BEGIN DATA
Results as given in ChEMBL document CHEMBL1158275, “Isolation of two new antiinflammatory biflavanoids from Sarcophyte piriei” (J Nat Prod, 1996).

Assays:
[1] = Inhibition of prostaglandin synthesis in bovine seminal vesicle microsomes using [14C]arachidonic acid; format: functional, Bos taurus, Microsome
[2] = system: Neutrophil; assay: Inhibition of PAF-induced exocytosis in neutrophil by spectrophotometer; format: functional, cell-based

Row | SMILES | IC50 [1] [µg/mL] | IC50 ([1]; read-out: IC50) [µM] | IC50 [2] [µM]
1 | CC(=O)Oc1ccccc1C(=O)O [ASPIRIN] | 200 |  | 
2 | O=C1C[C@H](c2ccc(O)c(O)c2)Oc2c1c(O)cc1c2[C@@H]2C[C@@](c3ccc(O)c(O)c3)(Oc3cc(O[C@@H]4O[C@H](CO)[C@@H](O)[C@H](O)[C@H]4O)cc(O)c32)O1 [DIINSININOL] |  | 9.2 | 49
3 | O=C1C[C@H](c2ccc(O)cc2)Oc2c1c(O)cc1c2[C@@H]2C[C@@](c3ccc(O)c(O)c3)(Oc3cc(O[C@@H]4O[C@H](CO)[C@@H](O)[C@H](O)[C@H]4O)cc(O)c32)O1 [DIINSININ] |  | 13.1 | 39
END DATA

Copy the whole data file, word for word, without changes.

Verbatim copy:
Results as given in ChEMBL document CHEMBL1158275, “Isolation of two new antiinflammatory biflavanoids from Sarcophyte piriei” (J Nat Prod, 1996).

Assays:
[1] = Inhibition of prostaglandin synthesis in bovine seminal vesicle microsomes using [14C]arachidonic acid; format: functional, Bos taurus, Microsome
[2] = system: Neutrophil; assay: Inhibition of PAF-induced exocytosis in neutrophil by spectrophotometer; format: functional, cell-based

Row | SMILES | IC50 [1] [µg/mL] | IC50 ([1]; read-out: IC50) [µM] | IC50 [2] [µM]
1 | CC(=O)Oc1ccccc1C(=O)O [ASPIRIN] | 200 |  | 
2 | O=C1C[C@H](c2ccc(O)c(O)c2)Oc2c1c(O)cc1c2[C@@H]2C[C@@](c3ccc(O)c(O)c3)(Oc3cc(O[C@@H]4O[C@H](CO)[C@@H](O)[C@H](O)[C@H]4O)cc(O)c32)O1 [DIINSININOL] |  | 9.2 | 49
3 | O=C1C[C@H](c2ccc(O)cc2)Oc2c1c(O)cc1c2[C@@H]2C[C@@](c3ccc(O)c(O)c3)(Oc3cc(O[C@@H]4O[C@H](CO)[C@@H](O)[C@H](O)[C@H]4O)cc(O)c32)O1 [DIINSININ] |  | 13.1 | 39